A series of simulations were run by varying the slant angle in increments of 5 degrees from 0 to 35 degrees. The drag on the various portions of the body (Figure 3) as well as the combined total drag (Figure 4) are compared to the experimental data from Ahmed, et al. (1984) along with the results from a wide range of turbulence models produced by Beneke (2018). Looking at the comparison it is immediately evident that the Simcenter FLOEFD results are among the best of the different turbulence models and generally more consistent with the experimental data across the range of slant angles regardless of the different portions of the body, where different turbulence models produce different results.
Note how Simcenter FLOEFD performs in the drag predictions of the nose (CK) and rest (CR) compared to the scatter produced by the range of alternative turbulence models. But the nose and “rest” of the body combined only contribute 25% towards the total drag. Thus, let us rather focus our attention on the main drag contributing portions of the body, i.e. the slant (CS) and the back face (CB). For the slant Simcenter FLOEFD performs well up to a slant angle of 25° along with all the other turbulence models (RANS turbulence models struggle to predict the high peak in drag coefficient up to 30°, before the sudden drop due to complete flow separation). However, beyond 30°, at 35° slant angle, the Simcenter FLOEFD result is again consistent in its predictions and among the best of the turbulence models. Interestingly at 35° it is the RSM High y+ and Realizable k-ε models which performed best in the CR predictions, that are now the furthest off from all the models. Moving on to the back face it is noteworthy that Simcenter FLOEFD is the only result consistent with experiments across the entire range of slant angles, where the k-ε and k-ω SST models are the furthest off at the 25° angle, but at 35° the RSM High y+ and Realizable k-ε models are in turn the furthest off and now even below the experimental data.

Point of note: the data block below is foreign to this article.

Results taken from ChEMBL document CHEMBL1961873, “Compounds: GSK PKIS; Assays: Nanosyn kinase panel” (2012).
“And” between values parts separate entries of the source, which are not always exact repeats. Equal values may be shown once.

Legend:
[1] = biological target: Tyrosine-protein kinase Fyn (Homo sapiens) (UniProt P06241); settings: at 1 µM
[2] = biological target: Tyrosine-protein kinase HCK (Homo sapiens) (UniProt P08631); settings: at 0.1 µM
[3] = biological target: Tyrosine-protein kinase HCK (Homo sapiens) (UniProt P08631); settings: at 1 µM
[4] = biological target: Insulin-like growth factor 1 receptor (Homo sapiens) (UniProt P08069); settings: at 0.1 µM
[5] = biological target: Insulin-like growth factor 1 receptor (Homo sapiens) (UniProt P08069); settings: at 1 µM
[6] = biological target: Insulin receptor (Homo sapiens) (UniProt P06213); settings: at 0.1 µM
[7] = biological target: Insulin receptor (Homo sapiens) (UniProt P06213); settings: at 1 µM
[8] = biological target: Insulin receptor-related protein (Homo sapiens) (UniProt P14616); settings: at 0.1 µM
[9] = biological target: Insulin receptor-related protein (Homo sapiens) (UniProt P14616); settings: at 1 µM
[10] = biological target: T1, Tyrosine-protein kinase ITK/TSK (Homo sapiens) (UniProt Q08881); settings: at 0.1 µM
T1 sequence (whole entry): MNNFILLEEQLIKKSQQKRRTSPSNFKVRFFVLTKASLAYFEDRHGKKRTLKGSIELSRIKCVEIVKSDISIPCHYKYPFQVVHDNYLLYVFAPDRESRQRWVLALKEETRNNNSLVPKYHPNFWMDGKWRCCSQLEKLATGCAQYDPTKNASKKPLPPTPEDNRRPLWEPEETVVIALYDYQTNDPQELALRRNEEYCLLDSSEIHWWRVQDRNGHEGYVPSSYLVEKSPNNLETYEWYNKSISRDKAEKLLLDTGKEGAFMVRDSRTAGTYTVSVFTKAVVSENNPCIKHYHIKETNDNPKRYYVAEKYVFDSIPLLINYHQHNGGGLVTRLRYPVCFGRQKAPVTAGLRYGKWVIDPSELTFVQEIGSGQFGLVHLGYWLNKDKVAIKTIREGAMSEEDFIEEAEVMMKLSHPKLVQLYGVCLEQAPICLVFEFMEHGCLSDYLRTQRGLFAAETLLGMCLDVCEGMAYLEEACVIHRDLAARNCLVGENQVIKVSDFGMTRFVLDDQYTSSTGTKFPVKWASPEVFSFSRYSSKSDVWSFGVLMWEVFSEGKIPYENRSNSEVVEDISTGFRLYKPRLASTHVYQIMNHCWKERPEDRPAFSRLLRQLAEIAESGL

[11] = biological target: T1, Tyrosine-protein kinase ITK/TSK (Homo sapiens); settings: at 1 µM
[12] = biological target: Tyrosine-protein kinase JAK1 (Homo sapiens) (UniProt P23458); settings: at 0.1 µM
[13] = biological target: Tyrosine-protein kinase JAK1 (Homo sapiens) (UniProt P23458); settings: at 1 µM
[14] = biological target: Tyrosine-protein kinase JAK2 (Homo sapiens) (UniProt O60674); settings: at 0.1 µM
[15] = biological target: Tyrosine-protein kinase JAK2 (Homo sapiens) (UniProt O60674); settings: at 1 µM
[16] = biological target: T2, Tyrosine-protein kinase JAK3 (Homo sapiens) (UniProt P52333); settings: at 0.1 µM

Finally, looking at the graph of the total drag versus slant angle in Figure 4, one can again see the difference in results between the k-ω SST and RSM High y+ before and after the abrupt change in drag at 30°. Comparing the Simcenter FLOEFD predictions one can see that before 30° the RSM High y+ and Simcenter FLOEFD results lie closest to the experiments and beyond 30° the k-ω SST and Simcenter FLOEFD results in turn lie closest to the experiments. So, it seems evident that Simcenter FLOEFD is quite capable of predicting the drag accurately, but what about lift?